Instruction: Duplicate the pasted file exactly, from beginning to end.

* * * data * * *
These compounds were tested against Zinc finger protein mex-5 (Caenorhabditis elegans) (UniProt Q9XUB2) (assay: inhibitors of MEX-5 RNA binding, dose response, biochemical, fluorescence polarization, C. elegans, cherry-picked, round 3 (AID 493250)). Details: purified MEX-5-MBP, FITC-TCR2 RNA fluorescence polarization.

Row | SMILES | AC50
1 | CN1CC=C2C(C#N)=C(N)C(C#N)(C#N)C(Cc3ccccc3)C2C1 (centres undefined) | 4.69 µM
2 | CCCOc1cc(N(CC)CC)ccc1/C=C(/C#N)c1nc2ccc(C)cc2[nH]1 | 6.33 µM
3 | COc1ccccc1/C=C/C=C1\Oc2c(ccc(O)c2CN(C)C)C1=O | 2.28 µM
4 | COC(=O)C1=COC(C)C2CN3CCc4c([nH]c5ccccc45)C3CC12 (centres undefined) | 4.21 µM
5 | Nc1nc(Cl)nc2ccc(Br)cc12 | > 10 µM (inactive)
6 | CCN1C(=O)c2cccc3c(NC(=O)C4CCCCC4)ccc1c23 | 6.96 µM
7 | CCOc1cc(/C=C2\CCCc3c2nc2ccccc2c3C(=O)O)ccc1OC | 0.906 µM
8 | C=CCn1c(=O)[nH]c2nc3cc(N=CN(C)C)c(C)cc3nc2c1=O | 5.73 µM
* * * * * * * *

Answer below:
These compounds were tested against Zinc finger protein mex-5 (Caenorhabditis elegans) (UniProt Q9XUB2) (assay: inhibitors of MEX-5 RNA binding, dose response, biochemical, fluorescence polarization, C. elegans, cherry-picked, round 3 (AID 493250)). Details: purified MEX-5-MBP, FITC-TCR2 RNA fluorescence polarization.

Row | SMILES | AC50
1 | CN1CC=C2C(C#N)=C(N)C(C#N)(C#N)C(Cc3ccccc3)C2C1 (centres undefined) | 4.69 µM
2 | CCCOc1cc(N(CC)CC)ccc1/C=C(/C#N)c1nc2ccc(C)cc2[nH]1 | 6.33 µM
3 | COc1ccccc1/C=C/C=C1\Oc2c(ccc(O)c2CN(C)C)C1=O | 2.28 µM
4 | COC(=O)C1=COC(C)C2CN3CCc4c([nH]c5ccccc45)C3CC12 (centres undefined) | 4.21 µM
5 | Nc1nc(Cl)nc2ccc(Br)cc12 | > 10 µM (inactive)
6 | CCN1C(=O)c2cccc3c(NC(=O)C4CCCCC4)ccc1c23 | 6.96 µM
7 | CCOc1cc(/C=C2\CCCc3c2nc2ccccc2c3C(=O)O)ccc1OC | 0.906 µM
8 | C=CCn1c(=O)[nH]c2nc3cc(N=CN(C)C)c(C)cc3nc2c1=O | 5.73 µM